Get Physically, Mentally and Emotionally Prepared

The death of a loved one is among the most stressful experiences we will ever endure. The early days of bereavement, are a time of frayed nerves, when emotions run high and hours of restful sleep are hard to find. These difficult days are then followed by the funeral service (where, even though you are grief stricken, you are expected to perform with some social grace). How can you possibly survive; or better yet thrive, during such trials as these? Here are some suggestions we believe you will find valuable:

  • Maintain a state of "mindful awareness". The tendency when something bad happens to us, like the death of a loved one, is to detach from our physical, emotional and social selves. To "get numb, and stay that way" - but this effort to separate ourselves from what is happening is not always in our best interest. Instead, you should seek to be "mindful": to keep your awareness on the present moment (not the past, and certainly not the future); all the while acknowledging (and accepting) your feelings, thoughts, and bodily reactions to your loss. Only then can you, in the words of Reinhold Niebuhr's Serenity Prayer, accept the things that cannot be changed, have the courage to change the things which can (and should) be changed, and the wisdom to distinguish the one from the other. Certainly, you cannot change the fact your loved one has died; but you can change (at least to some degree) the way you react to the loss–and that takes a certain sense of mindful self-awareness.
     
  • Do everything you can to stay physically healthy. The list of physical symptoms of grief is long: fatigue, body aches and pains, loss or change of appetite, shortness of breath, digestive issues, feelings of heaviness, and tightness in your throat or chest. When faced with an onslaught of physical symptoms like these, it is hard to know exactly how to deal with them. The first step is to recognize and name what your body is experiencing. Only then can you do something to change the way you're reacting to the loss. During these days before the funeral:
  1. Stay hydrated: drink eight (8 ounce) glasses of water.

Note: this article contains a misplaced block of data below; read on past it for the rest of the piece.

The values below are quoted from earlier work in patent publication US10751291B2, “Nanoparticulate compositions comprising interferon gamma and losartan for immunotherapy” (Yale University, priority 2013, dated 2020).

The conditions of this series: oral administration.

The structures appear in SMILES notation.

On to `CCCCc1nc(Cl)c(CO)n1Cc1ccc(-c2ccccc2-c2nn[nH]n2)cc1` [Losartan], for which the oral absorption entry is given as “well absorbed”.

2. Eat regularly: small meals and snacks are often better-accepted than large, calorically-laden one.
  3. Rest regularly: you may find nights are long and sleepless, so do not be adverse to taking short naps throughout the day.
  4. Move your body: take a walk or hike, go to the gym, or enjoy a leisurely swim.
  5. Nurture your senses: listen to music or the sounds which abound in nature.
  6. Engage in prayer or meditation: tap into, or get reacquainted with, your spiritual side.
  7. Reduce your list of necessary activities and chores: now is the time to delegate tasks to others, so you can devote your time to self-care.
  • Reach out to your support network. Neighbors, friends and family members can be your lifeline right now - and some of them may even be coming to you right now to see how they can help. Do not turn them away; instead, give them the opportunity to give the gift of service. Allow them to walk this path with you for as long as, and in whatever ways, they can. The same goes for the network of professional caregivers: do not neglect to turn to clergy, your family physician, therapist, or grief counselor if you feel your bereavement to be more than you can handle (now, or at any time in the future).
     
  • Prepare to speak less and listen more. End-of-life ceremonies (whether a "traditional" funeral, memorial service or celebration-of-life) offer those gathered the chance to share their feelings, tell stories and take comfort from one another. Do not spend too much time talking, unless it is to share something truly meaningful (about the deceased and your relationship to him or her) with others; instead, be ready to listen with a whole heart. This is a time for respectful interactions with other mourners; a time for focusing on the life of the deceased, and also a time for renewing the ties which brought you all together in the first place.

Let Us Help with Your Preparations

Who better to turn to for assistance in preparing for a funeral? We have the experience and insights which could make this situation easier for you and those you love. If you have questions about preparing for a funeral service—either as a member of the family or as a guest—we are here to support you in any way we can. We're standing at the ready; simply call us at 612-861-6088.

Sources:
Shakespeare, William, "Henry V"